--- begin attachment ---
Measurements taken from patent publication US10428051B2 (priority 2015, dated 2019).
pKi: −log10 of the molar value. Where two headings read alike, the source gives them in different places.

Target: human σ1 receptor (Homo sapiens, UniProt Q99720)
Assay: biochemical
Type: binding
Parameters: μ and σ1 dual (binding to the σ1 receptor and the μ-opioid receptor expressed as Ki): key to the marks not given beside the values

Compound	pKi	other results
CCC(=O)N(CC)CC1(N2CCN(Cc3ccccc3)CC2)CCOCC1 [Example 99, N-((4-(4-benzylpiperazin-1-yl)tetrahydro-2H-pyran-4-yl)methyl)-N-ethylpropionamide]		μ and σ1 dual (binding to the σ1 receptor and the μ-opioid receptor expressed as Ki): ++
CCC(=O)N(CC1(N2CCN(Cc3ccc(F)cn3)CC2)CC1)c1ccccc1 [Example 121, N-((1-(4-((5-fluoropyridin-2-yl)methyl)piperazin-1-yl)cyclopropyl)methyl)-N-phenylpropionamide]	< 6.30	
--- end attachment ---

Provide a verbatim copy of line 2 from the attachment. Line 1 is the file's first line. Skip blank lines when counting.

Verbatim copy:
pKi: −log10 of the molar value. Where two headings read alike, the source gives them in different places.